New York

Giovanni Anselmo

New York convention has it that an artist of any ambition does not exhibit without having an impressive number of works on hand, or else a spectacular, room-filling installation. All the more so, as in Giovanni Anselmo’s case, if it’s been seven years since the last show and viewers may need to be reminded of the artist’s stature. Yet what Anselmo presented was nothing more than five tall slabs of dark granite, fixed to the wall with iron braces that looked rather like columns or pilasters.

It was the title, L’Aura della pittura (The aura of painting), that served to indicate that what counted was not so much this stone colonnade as what it was supporting: the softly glowing halations of color—the primaries red, yellow, and blue, but also orange and green—that the unseen tops of the slabs, thanks presumably to some reflective paint, projected onto the gallery walls above them. This was aura in the most literal sense, but with no more mystery about it than there is to Dan Flavin’s fluorescent tubes. Still, it was this most immaterial aspect of the work that we were to understand as its point or substance, not the more obvious and physically imposing part, which turned out to be merely a presentational device—the aura’s ostensorium. More important, this hierarchy (material support at the service of immaterial effect), elegantly and somehow modestly monumentalized this way, was clearly to he taken neither as a strategy nor as a hypothesis, but as the affirmation of an artistic credo.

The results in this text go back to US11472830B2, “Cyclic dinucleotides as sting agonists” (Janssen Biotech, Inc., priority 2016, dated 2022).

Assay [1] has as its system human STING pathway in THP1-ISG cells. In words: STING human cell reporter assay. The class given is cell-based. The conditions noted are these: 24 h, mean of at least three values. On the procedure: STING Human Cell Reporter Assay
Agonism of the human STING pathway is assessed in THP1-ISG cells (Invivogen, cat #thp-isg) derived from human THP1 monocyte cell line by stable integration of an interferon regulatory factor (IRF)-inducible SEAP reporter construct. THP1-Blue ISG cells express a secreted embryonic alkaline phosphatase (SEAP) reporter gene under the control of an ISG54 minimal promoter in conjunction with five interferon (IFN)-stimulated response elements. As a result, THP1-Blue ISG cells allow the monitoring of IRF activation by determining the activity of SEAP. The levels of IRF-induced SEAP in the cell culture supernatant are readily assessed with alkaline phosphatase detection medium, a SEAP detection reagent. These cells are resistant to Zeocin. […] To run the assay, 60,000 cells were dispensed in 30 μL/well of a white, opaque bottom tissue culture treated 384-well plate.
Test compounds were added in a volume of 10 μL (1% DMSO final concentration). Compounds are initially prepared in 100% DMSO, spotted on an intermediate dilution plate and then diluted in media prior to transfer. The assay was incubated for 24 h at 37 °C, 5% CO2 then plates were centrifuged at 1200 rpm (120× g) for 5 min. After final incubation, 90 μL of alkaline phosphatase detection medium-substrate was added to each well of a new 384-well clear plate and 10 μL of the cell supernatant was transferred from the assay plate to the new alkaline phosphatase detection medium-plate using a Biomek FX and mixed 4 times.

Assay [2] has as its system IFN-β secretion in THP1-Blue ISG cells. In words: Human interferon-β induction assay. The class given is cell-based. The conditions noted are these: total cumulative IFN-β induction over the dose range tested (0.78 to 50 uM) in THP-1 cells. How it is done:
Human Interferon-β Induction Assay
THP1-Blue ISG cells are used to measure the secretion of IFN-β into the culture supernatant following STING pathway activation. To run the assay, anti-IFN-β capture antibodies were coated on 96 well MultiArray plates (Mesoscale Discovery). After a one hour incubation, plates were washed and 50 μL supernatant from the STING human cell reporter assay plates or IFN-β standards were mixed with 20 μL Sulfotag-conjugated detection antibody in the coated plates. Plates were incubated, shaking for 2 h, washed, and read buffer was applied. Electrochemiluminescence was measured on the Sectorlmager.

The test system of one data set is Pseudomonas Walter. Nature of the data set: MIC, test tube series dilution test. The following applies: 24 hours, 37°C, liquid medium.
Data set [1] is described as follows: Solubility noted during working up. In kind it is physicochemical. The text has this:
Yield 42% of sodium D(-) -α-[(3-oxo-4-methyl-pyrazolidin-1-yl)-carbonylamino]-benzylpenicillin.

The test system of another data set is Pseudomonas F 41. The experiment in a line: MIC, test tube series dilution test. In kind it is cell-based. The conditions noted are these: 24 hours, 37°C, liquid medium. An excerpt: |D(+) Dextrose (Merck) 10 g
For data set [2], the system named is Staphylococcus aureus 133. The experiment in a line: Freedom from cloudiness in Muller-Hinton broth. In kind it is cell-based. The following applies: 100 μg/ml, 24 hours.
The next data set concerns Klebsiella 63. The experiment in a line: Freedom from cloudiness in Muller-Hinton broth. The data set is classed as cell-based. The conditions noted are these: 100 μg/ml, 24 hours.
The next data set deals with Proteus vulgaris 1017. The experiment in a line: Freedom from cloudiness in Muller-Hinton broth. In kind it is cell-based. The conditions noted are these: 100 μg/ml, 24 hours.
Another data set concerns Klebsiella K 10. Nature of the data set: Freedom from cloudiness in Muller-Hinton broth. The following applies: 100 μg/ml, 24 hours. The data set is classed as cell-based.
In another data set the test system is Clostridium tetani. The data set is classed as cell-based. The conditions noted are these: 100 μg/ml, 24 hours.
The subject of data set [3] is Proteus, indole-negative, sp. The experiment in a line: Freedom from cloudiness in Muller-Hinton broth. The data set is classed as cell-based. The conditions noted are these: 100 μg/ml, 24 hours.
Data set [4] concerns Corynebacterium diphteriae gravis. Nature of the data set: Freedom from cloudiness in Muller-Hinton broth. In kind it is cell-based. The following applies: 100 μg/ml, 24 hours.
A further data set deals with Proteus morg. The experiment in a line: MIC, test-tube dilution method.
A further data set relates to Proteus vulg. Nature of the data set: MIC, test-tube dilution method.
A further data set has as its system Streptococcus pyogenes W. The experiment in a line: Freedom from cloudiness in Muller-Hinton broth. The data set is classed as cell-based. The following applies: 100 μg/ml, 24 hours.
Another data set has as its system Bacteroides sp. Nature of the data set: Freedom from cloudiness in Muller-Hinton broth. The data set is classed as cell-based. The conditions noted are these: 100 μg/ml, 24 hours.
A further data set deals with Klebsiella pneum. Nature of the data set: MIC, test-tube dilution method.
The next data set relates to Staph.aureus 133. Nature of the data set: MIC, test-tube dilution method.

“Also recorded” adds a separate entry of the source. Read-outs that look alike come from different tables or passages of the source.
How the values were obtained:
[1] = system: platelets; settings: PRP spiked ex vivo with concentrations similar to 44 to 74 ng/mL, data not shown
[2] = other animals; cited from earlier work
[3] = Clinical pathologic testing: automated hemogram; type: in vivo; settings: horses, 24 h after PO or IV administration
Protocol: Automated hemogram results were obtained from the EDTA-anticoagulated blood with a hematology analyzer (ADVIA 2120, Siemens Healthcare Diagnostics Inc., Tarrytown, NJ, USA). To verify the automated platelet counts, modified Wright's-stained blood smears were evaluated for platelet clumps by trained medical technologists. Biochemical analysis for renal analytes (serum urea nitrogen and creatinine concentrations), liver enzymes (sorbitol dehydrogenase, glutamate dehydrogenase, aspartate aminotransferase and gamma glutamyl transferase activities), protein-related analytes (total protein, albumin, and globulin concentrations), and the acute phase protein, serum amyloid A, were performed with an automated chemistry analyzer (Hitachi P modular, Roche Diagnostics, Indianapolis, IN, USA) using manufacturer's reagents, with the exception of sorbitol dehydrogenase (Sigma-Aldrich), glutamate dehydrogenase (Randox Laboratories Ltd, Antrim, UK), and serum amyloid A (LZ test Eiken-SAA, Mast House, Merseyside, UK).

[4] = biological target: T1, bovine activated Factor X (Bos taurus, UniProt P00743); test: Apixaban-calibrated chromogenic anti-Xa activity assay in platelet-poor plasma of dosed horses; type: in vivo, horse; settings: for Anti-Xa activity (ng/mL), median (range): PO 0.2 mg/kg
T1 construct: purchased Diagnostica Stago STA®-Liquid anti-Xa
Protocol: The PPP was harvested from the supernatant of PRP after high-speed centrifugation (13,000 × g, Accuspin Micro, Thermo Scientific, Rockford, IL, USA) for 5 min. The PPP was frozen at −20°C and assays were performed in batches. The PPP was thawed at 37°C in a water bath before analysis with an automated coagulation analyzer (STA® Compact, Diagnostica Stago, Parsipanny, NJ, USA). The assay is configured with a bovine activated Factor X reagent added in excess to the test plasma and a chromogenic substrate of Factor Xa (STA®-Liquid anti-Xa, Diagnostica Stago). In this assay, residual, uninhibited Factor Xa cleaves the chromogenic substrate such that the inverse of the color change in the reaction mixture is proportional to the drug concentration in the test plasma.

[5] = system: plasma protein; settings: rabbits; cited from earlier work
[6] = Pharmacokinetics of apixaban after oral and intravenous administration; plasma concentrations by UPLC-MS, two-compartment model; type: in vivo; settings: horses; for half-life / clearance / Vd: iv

The work was as simple, as concise, as lapidary as that. Its lightness of effect might have given the impression of something gently poetic, almost naive, like a simple tune played on the five notes of the diatonic scale, but it would be more correct to see it as didactic and ideological. According to Anselmo, it seems, an exhibition takes place when an artist has arrived at an aesthetic statement that has attained a certain degree of clarity in its formulation, if not in its implications. Were more artists to uphold this criterion, it would undoubtedly reduce the number of exhibitions significantly, as well as change the nature of those that do occur. Would that serve art or stifle it? It is a measure of Anselmo’s seriousness that L’Aura della pittura must be taken not only as a solicitation of the senses, although by its own admission it would be nothing were it not also that, but also as a proposition to be verified or falsified on the basis of experience.

Barry Schwabsky